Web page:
I had to take down my show this weekend. Michael stepped in and saved some of the pieces from destruction, which is cool. I took some pictures of the work finally. Here is a closeup of something that got saved.
It was happy news that some of these were allowed to remain intact. Never got around to writing that artist statement for you. Not sure what could be said that hasn't been alluded to either in this blog or vocalized in person. And never personally liked reading artist statements in past exhibitions: usually an 8"x 11.5" sheet of printer paper slapped on the gallery wall; blocks of text that you have to crane your neck to read, and even then there's too much going on around you to concentrate.
No, wait. I take it back. That piece of paper taped to the wall has its uses. There's some point at many openings where you dip into the awkward moment, where you've finished up one conversation and the next waits to find you. So, drink in hand, you saunter over to the wall with the artist statement. Squint your eyes to read. Ah, Times New Roman, so we meet again. Good, good. What's this, a sentence ending in a preposition? Bah.
After a moment of reading-but not really reading-I remove myself from this wall and go back and look at the artwork, as if new vistas of revelation are about to open up. "Ah, it all makes so much sense now! Of course!" Thank you, little piece of paper. Thank you for showing me the way.
The hull of our little boat scrapes along the top of these alien shoals and comes to a stop. What a strange place. I can't get my bearings; I see no significant landmarks, just empty blue running off to where the horizon meets the sky.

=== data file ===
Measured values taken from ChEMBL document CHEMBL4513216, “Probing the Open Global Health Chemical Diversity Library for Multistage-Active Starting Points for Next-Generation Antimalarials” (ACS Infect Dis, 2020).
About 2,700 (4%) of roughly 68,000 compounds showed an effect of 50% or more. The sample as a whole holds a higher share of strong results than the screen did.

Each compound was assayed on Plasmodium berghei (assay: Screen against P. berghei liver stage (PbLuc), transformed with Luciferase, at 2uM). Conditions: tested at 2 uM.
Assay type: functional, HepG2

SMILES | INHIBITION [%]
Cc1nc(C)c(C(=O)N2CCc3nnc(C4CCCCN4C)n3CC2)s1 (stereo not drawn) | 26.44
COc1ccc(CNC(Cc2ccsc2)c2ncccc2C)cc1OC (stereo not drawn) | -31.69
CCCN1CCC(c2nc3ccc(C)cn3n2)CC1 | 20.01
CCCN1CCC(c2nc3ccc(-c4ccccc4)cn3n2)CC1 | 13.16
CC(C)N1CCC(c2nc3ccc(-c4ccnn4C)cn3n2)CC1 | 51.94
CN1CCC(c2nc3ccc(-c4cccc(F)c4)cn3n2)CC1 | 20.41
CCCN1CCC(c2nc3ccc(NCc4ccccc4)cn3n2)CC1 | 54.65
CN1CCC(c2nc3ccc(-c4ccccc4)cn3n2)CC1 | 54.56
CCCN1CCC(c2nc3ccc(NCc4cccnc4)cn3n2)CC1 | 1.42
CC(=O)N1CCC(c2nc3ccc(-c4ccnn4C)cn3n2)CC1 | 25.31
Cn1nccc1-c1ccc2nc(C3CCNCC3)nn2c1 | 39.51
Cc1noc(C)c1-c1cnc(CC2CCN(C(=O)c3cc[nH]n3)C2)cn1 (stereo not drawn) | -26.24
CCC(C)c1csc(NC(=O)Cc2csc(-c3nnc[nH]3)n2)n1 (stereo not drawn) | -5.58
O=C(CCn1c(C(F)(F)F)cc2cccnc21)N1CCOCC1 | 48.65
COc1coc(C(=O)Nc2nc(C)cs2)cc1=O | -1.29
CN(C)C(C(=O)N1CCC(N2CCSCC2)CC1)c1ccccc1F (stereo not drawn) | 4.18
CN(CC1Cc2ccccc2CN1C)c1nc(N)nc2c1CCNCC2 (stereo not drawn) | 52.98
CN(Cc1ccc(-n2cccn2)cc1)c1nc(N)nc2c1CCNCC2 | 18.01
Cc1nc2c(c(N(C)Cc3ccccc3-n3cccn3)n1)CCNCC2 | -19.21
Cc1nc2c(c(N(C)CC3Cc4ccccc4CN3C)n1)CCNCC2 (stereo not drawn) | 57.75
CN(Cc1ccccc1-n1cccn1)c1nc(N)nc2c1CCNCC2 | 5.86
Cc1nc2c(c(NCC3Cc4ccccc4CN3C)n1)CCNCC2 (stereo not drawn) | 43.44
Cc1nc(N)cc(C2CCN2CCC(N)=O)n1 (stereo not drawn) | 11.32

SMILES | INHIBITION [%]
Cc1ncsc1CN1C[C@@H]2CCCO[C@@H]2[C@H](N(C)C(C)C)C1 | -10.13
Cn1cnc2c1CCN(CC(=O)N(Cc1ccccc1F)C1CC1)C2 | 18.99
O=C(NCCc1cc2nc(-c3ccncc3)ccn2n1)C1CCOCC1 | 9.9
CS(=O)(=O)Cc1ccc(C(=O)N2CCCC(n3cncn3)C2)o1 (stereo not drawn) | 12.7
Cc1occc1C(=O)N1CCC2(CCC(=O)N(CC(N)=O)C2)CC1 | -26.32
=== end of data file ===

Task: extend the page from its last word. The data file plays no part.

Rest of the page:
But this is solid ground, albeit a few feet submerged. I climb out of the boat and my bare feet meet the reef. Walking is difficult. The coral is jagged and I stumble several times trying to find purchase.
I look back at the wooden rowboat, and see the giant sandwich I left there. It's a hoagie, and over two meters in length. Why didn't I eat that hoagie? There's no way I could take it with me. The mayonnaise will surely spoil in no time. Poor sandwich.
I walk on, leaving behind boat and sandwich, and disappear into the horizon.
Today I drift happily on the winds of change. Come what will, I'm thrilled by the prospect. Change. We're all changing. I can't believe my eyes. My ears. What I'm seeing; what I'm hearing. It's all good news. Our little corner of the cosmos is blessed.
It's late in the afternoon. Close to the rollover for evening, and I am still wearing pajamas. How does a thing like that get started? Can a man still accomplish mighty works in his bedclothes? We will see.